Once we did this she was a changed cat. She would come in at night when we called and we would feed her the evening meal and she would contently settle down and sleep with us. The arrangement worked. Basha enjoyed the freedom of coming in and out of our house and would hence forth not frantically tear through the house at night. Her going in and out of the house, looking through windows and patio glass doors, going in and out of the front door all seem to demonstrate that she knows the shape, dimensions of our small house. She knows that she can go out the bathroom window, and come back into the same-shared space through the front door or vice a versa.
She knows where her litter box is located. She knows where her favorite chairs are that she likes to sit on and take naps on. When we move them she will sometimes go to that spot and take a nap there, as if to say, this is my area and you need to put that object back where it belongs. She knows where her food dish is located. She knows where her food and treats are kept. She knows where our beds are located and she knows that we spend time on those beds and understands that we sleep on those beds. She knows that she ‘sleeps’ and so does my wife and I.
Although, I am not sure she knows the difference between ‘awake’ and ‘asleep’. Her hearing is so attuned that certain sounds will get her attention even if she is what I think that she is sleeping at the time. The sound of a can opening or her treats rattling in the container will almost immediately bring her out of sleep to come running to where that sound is being made. Hence, I am not sure how different or how she experiences the difference between sleeping and being awake. I’m sure it is different than my experience. I don’t have that ability to react to sounds like Basha can when I am asleep. I have been told that it seems as if that nothing short of a loud explosion could wake me from a sound sleep.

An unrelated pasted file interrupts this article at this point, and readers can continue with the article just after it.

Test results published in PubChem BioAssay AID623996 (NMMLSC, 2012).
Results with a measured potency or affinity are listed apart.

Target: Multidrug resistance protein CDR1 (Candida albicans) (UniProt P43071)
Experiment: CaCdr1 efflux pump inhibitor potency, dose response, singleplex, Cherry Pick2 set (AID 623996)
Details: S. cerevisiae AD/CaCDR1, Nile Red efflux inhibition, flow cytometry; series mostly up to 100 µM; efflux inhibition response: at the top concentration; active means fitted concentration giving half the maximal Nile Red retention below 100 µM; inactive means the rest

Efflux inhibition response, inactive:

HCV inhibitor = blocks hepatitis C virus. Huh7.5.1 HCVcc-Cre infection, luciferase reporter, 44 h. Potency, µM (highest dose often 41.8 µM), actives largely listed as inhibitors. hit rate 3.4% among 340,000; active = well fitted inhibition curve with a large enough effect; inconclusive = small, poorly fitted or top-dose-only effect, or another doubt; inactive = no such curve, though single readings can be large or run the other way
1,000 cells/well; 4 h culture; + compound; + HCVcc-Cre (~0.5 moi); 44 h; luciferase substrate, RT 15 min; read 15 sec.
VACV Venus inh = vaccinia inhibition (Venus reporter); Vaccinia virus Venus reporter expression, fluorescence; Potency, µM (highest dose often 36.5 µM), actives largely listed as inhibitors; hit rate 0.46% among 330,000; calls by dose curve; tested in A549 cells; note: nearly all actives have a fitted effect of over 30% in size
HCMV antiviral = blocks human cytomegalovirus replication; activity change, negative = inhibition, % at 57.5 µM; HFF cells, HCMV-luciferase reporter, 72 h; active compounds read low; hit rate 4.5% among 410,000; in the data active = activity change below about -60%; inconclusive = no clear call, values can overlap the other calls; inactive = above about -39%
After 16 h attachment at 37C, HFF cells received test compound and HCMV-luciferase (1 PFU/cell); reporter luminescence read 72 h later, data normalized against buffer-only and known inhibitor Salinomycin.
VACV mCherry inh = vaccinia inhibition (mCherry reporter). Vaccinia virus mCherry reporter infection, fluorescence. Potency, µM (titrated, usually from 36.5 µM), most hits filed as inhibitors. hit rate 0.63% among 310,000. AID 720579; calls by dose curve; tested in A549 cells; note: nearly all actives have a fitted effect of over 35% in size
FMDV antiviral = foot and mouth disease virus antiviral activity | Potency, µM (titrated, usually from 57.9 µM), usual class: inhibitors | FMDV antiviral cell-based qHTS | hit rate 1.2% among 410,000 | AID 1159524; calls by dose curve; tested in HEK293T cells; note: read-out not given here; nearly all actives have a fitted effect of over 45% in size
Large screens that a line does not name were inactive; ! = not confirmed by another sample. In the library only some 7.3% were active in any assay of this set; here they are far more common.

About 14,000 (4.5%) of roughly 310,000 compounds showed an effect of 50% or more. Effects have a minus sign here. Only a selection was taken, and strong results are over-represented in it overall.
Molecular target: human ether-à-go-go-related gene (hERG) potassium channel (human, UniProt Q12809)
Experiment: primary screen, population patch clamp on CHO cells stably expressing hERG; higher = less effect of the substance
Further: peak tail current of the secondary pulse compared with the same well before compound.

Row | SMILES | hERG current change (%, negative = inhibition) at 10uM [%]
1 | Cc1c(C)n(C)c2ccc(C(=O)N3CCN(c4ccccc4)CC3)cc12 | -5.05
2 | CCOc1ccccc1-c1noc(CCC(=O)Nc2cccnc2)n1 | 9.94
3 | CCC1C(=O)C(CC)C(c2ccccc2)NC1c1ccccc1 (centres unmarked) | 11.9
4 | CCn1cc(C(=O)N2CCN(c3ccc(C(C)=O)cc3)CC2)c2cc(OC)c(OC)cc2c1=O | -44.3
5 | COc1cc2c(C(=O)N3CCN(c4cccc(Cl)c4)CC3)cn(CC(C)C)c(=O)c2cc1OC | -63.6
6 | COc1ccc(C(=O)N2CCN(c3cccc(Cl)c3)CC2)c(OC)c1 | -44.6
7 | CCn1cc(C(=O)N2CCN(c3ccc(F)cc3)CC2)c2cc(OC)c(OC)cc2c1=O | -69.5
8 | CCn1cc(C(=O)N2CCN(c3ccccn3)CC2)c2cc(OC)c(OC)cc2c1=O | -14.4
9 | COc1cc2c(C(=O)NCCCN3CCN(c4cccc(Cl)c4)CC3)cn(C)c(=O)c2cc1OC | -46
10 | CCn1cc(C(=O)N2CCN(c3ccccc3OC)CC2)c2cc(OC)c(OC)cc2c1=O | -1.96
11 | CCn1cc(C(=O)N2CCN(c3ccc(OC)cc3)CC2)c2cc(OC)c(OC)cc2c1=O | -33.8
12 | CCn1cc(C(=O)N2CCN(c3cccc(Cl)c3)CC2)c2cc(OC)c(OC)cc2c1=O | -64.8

She will share that activity of sleep with us, by getting on the bed, lying next to us, hence demonstrating she knows the concepts ‘near’ and far’, and then close her eyes and sleep with us.
She knows ‘up’, ‘down’ ‘high’ and ‘low’. She knows that she is usually lower than us, that the floor is beneath her and that she can climb up onto couches, chairs, bookshelves, tables, beds, and other objects to get ‘up’ and be level with us, interacts with us and look us in the eye. She knows she can easily get ‘under’/’below’ beds, chairs, couches, tables, and that we have more difficulties doing the same and that we can’t get underneath them completely. Hence, she knows the concept of ‘hiding’, ‘escaping’, ‘being hidden’, ‘being unreachable’, etc. when she wants to avoid interacting with us, or wants to play with us knowing we can’t as easily get to her when she is ‘lower’/ ‘down’/ ‘under’ certain objects in relationship to us.
Her sense of time is so attuned that she knows that I go away most days. Though she clearly does not know where I am going and why. She knows I come back at a certain time of the day each workday. Her sense of time is so strong that she will usually, about 80% of the time, come inside and be in the house waiting for me to arrive from work. She knows that I will come in and pick her up, hold her in my arms and make sounds at her while I scratch her. She purrs when I do this and she knows that I react to that purring sound and will scratch her some more. She also knows how to get me to stop petting and scratching her so that she can be let back down.